The author of The Catcher in the Rye and Franny and Zooey died in January 2010 after living for more than 50 years as a recluse in Cornish, N.H. Shortly after news of his death emerged, Hollywood screenwriter Shane Salerno announced he had been covertly working on Salinger, an independent documentary probing the author’s sheltered existence. Susan Lacy, American Masters executive producer, learned of Salerno’s film while attempting to procure the rights to an unrelated Salinger biography for the program. Salerno — whose screenplay credits include Alien vs. Predator: Requiem and Oliver Stone’s Savages — agreed to produce his film for American Masters after Lacy contacted him. Salerno is a fan of American Masters and says he taught himself the craft of documentary filmmaking by watching the biography series.
The St. Louis public TV station's Nine Academy, a program that trains individuals and community organizations to produce short videos on stories of “community impact,” received special recognition among the awards presented during NETA’s recent conference in St. Louis. In honoring the academy as the top winner in its annual awards program, NETA cited the station for groundbreaking community work. NETA recognized 20 public TV stations in 30 categories spread across four divisions — community engagement, content production, instructional media and promotion.
When the U.S. Attorney’s Office for Massachusetts announced a settlement with Boston’s WGBH over its handling of $60 million in federal grant funds, it was the second time in two years that a major producing station had come under scrutiny by auditors for its handling of grant monies for public TV productions.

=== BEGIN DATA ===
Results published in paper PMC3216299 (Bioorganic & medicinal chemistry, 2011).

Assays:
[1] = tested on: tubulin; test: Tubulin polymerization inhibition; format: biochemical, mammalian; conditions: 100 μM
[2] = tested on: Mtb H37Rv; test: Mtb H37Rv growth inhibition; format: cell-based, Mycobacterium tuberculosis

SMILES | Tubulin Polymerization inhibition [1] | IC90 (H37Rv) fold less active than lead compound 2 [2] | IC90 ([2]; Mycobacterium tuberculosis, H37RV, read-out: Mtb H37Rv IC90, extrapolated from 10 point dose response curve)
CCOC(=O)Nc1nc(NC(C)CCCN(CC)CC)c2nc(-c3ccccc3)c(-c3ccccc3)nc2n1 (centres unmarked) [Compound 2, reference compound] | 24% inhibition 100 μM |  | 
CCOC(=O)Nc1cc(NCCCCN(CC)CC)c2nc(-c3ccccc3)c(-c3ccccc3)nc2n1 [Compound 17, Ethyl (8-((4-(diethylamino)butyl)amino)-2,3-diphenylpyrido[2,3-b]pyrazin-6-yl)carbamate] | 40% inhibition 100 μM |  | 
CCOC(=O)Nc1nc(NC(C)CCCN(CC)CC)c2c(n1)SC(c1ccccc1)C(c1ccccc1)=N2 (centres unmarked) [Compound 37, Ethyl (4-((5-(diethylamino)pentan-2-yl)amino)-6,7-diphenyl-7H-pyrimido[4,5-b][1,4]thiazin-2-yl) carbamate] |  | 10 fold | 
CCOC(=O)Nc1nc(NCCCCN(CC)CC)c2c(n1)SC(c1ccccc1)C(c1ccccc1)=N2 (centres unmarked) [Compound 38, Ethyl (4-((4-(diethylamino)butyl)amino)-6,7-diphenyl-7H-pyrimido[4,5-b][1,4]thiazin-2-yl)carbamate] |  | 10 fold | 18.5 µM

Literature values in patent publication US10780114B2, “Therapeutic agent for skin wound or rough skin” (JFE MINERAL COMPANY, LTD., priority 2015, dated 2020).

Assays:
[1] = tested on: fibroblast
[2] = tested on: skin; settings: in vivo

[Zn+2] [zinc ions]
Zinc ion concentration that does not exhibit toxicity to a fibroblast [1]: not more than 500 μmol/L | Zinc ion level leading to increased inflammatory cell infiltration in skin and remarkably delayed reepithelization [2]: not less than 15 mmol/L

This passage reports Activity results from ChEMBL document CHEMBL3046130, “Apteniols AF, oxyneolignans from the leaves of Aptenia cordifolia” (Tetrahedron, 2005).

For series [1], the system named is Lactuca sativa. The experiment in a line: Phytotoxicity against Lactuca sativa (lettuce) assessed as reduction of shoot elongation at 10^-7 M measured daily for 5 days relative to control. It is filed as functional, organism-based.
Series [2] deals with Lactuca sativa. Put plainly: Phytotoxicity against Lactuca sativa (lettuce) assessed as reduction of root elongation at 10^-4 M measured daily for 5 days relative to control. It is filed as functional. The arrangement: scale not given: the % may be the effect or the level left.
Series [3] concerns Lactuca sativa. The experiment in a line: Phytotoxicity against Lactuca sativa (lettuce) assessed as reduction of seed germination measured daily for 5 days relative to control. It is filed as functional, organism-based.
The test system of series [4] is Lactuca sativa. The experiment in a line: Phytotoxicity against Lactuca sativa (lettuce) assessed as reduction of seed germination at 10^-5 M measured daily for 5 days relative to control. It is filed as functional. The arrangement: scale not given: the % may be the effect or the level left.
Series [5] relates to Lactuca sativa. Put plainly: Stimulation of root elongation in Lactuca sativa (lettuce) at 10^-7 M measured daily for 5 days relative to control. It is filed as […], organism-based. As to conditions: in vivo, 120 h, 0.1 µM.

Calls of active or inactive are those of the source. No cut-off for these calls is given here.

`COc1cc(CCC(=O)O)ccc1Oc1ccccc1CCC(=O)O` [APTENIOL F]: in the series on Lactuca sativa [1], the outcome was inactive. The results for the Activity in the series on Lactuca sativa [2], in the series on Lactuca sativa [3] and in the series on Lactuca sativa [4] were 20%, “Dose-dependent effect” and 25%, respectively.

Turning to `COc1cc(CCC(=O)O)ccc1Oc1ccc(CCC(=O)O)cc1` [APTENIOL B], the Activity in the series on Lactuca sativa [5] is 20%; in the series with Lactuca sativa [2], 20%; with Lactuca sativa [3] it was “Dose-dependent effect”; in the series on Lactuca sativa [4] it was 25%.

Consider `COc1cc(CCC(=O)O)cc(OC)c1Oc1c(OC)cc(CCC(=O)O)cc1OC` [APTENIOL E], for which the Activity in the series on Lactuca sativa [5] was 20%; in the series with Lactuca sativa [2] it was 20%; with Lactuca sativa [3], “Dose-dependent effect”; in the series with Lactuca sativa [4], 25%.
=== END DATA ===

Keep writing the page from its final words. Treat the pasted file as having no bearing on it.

When Superstorm Sandy slammed into the most populated region of the United States Oct. 29, claiming at least 90 lives and wreaking havoc on everything in its path, public broadcasting stations along the Eastern Seaboard couldn’t escape the storm’s wrath.
Robert Kotlowitz, a pioneering public broadcaster at New York’s WNET who developed several public television series that became signature PBS programs — including a half-hour evening news show featuring Jim Lehrer and Robert MacNeil in 1973 — died Aug. 25 at his home in New York City after battling prostate cancer. He was 87. The New York Times described Kotlowitz as “a novelist and editor who reluctantly became a public television executive in 1971 and went on to help shape a lineup of homegrown and imported shows — including The MacNeil/Lehrer Report, Live at the Met, Dance in America and Brideshead Revisited — that represent a high-water mark in American television.”
Kotlowitz had just resigned from Harper’s Magazine in 1971 when John Jay Iselin, then the new president of WNET, offered him a job. Kotlowitz had never been inside a television studio.
Eight years after the “For Sale” sign first went up on WXEL-TV/FM, the transaction resolving the future of pubcasting in Florida’s affluent Palm Beach region finally closed last month. WXEL-TV, which split from its radio sibling in a 2011 sale to American Public Media Group’s Classical South Florida, is to be transferred to a nonprofit headed by the execs who have managed the station through years of uncertainty...
Karen Everhart, senior editor of Current for 20 years, will succeed founding editor Steve Behrens after this edition. Larry Kirkman, dean of the American University School of Communication, appointed Everhart as interim managing editor. She joined Current in 1992 and covered public TV for 16 years before moving to the public radio beat in 2007. The school, with support from the Wyncote Foundation, took responsibility for publishing Current a year ago. Behrens, 63, gave notice last fall that he’d retire from the position in six months. Before leaving the premises, he will coordinate the relaunch of Current.org this spring, at long last, using WordPress as a content management system.